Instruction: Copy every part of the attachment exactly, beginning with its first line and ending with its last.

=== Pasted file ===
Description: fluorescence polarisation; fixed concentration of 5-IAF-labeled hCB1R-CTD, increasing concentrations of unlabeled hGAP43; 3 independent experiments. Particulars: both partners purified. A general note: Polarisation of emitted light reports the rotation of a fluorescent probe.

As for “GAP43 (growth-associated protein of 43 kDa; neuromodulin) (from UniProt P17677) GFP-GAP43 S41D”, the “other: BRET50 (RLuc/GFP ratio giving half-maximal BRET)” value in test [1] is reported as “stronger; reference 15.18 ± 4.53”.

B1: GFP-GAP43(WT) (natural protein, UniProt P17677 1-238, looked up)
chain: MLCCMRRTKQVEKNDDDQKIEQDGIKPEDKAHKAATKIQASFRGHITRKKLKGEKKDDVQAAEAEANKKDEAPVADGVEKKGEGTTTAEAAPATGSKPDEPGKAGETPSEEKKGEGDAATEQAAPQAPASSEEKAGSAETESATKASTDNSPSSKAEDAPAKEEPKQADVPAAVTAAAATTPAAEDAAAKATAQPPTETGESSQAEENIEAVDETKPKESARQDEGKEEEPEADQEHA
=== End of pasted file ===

Description: fluorescence polarisation; fixed concentration of 5-IAF-labeled hCB1R-CTD, increasing concentrations of unlabeled hGAP43; 3 independent experiments. Particulars: both partners purified. A general note: Polarisation of emitted light reports the rotation of a fluorescent probe.

As for “GAP43 (growth-associated protein of 43 kDa; neuromodulin) (from UniProt P17677) GFP-GAP43 S41D”, the “other: BRET50 (RLuc/GFP ratio giving half-maximal BRET)” value in test [1] is reported as “stronger; reference 15.18 ± 4.53”.

B1: GFP-GAP43(WT) (natural protein, UniProt P17677 1-238, looked up)
chain: MLCCMRRTKQVEKNDDDQKIEQDGIKPEDKAHKAATKIQASFRGHITRKKLKGEKKDDVQAAEAEANKKDEAPVADGVEKKGEGTTTAEAAPATGSKPDEPGKAGETPSEEKKGEGDAATEQAAPQAPASSEEKAGSAETESATKASTDNSPSSKAEDAPAKEEPKQADVPAAVTAAAATTPAAEDAAAKATAQPPTETGESSQAEENIEAVDETKPKESARQDEGKEEEPEADQEHA